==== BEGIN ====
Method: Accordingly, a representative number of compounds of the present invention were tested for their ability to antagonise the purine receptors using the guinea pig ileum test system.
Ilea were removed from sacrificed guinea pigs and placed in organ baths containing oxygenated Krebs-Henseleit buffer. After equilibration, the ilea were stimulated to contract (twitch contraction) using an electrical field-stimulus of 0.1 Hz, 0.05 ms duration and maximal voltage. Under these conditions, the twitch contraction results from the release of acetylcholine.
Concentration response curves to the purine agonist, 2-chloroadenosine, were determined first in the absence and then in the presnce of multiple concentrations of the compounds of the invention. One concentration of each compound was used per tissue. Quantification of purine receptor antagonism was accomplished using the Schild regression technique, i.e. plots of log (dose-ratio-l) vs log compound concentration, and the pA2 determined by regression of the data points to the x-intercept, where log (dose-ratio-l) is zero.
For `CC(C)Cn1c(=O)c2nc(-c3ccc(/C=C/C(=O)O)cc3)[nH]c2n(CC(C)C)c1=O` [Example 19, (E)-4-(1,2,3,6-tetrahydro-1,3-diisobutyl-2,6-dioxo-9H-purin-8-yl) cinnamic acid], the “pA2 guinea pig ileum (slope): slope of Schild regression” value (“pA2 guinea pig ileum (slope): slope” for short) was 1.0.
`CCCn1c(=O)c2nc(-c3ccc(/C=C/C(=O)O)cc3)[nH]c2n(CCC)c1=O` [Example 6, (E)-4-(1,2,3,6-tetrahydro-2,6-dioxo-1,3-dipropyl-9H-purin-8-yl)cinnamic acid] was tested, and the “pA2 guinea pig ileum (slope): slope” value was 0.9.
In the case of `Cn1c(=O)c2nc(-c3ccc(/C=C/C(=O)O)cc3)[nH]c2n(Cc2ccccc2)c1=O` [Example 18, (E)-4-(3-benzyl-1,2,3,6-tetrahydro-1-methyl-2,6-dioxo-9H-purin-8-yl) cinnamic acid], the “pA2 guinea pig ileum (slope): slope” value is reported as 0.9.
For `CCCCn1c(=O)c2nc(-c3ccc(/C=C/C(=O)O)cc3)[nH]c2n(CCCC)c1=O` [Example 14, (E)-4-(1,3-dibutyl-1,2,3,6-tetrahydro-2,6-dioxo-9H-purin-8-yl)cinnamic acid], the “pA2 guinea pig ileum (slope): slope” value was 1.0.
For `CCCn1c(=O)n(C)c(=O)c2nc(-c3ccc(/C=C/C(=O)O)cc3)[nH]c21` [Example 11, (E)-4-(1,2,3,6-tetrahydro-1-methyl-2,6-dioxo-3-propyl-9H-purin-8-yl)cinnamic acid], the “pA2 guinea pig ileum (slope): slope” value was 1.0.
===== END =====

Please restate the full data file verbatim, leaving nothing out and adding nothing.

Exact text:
Method: Accordingly, a representative number of compounds of the present invention were tested for their ability to antagonise the purine receptors using the guinea pig ileum test system.
Ilea were removed from sacrificed guinea pigs and placed in organ baths containing oxygenated Krebs-Henseleit buffer. After equilibration, the ilea were stimulated to contract (twitch contraction) using an electrical field-stimulus of 0.1 Hz, 0.05 ms duration and maximal voltage. Under these conditions, the twitch contraction results from the release of acetylcholine.
Concentration response curves to the purine agonist, 2-chloroadenosine, were determined first in the absence and then in the presnce of multiple concentrations of the compounds of the invention. One concentration of each compound was used per tissue. Quantification of purine receptor antagonism was accomplished using the Schild regression technique, i.e. plots of log (dose-ratio-l) vs log compound concentration, and the pA2 determined by regression of the data points to the x-intercept, where log (dose-ratio-l) is zero.
For `CC(C)Cn1c(=O)c2nc(-c3ccc(/C=C/C(=O)O)cc3)[nH]c2n(CC(C)C)c1=O` [Example 19, (E)-4-(1,2,3,6-tetrahydro-1,3-diisobutyl-2,6-dioxo-9H-purin-8-yl) cinnamic acid], the “pA2 guinea pig ileum (slope): slope of Schild regression” value (“pA2 guinea pig ileum (slope): slope” for short) was 1.0.
`CCCn1c(=O)c2nc(-c3ccc(/C=C/C(=O)O)cc3)[nH]c2n(CCC)c1=O` [Example 6, (E)-4-(1,2,3,6-tetrahydro-2,6-dioxo-1,3-dipropyl-9H-purin-8-yl)cinnamic acid] was tested, and the “pA2 guinea pig ileum (slope): slope” value was 0.9.
In the case of `Cn1c(=O)c2nc(-c3ccc(/C=C/C(=O)O)cc3)[nH]c2n(Cc2ccccc2)c1=O` [Example 18, (E)-4-(3-benzyl-1,2,3,6-tetrahydro-1-methyl-2,6-dioxo-9H-purin-8-yl) cinnamic acid], the “pA2 guinea pig ileum (slope): slope” value is reported as 0.9.
For `CCCCn1c(=O)c2nc(-c3ccc(/C=C/C(=O)O)cc3)[nH]c2n(CCCC)c1=O` [Example 14, (E)-4-(1,3-dibutyl-1,2,3,6-tetrahydro-2,6-dioxo-9H-purin-8-yl)cinnamic acid], the “pA2 guinea pig ileum (slope): slope” value was 1.0.
For `CCCn1c(=O)n(C)c(=O)c2nc(-c3ccc(/C=C/C(=O)O)cc3)[nH]c21` [Example 11, (E)-4-(1,2,3,6-tetrahydro-1-methyl-2,6-dioxo-3-propyl-9H-purin-8-yl)cinnamic acid], the “pA2 guinea pig ileum (slope): slope” value was 1.0.